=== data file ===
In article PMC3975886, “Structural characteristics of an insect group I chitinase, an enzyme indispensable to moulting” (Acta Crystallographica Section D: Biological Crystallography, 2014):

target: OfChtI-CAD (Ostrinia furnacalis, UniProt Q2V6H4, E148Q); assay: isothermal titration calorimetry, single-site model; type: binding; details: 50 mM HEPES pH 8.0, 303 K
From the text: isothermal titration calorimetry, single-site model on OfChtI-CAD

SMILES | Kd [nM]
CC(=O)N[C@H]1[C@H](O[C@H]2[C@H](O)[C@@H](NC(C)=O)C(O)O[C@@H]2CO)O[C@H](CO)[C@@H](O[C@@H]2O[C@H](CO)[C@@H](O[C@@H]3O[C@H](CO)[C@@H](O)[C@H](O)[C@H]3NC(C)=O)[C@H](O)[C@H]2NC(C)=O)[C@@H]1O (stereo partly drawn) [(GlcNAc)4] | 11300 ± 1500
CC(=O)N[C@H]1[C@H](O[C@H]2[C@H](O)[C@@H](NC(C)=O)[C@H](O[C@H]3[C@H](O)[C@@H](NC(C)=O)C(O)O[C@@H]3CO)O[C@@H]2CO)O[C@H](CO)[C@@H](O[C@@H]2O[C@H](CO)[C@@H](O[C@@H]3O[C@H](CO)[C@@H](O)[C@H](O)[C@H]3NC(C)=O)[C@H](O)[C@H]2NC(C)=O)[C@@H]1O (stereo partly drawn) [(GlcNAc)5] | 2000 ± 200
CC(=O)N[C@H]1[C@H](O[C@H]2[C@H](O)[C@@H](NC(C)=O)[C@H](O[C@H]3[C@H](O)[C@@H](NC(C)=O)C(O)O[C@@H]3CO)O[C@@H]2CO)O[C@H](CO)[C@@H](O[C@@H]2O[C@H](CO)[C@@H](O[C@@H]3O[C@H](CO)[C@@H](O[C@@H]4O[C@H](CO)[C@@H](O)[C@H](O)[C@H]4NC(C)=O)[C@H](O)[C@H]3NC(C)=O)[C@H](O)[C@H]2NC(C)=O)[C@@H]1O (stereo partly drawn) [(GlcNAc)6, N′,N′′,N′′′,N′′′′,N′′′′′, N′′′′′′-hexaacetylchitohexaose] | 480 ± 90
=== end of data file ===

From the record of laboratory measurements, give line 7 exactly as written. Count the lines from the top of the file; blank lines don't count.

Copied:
CC(=O)N[C@H]1[C@H](O[C@H]2[C@H](O)[C@@H](NC(C)=O)[C@H](O[C@H]3[C@H](O)[C@@H](NC(C)=O)C(O)O[C@@H]3CO)O[C@@H]2CO)O[C@H](CO)[C@@H](O[C@@H]2O[C@H](CO)[C@@H](O[C@@H]3O[C@H](CO)[C@@H](O[C@@H]4O[C@H](CO)[C@@H](O)[C@H](O)[C@H]4NC(C)=O)[C@H](O)[C@H]3NC(C)=O)[C@H](O)[C@H]2NC(C)=O)[C@@H]1O (stereo partly drawn) [(GlcNAc)6, N′,N′′,N′′′,N′′′′,N′′′′′, N′′′′′′-hexaacetylchitohexaose] | 480 ± 90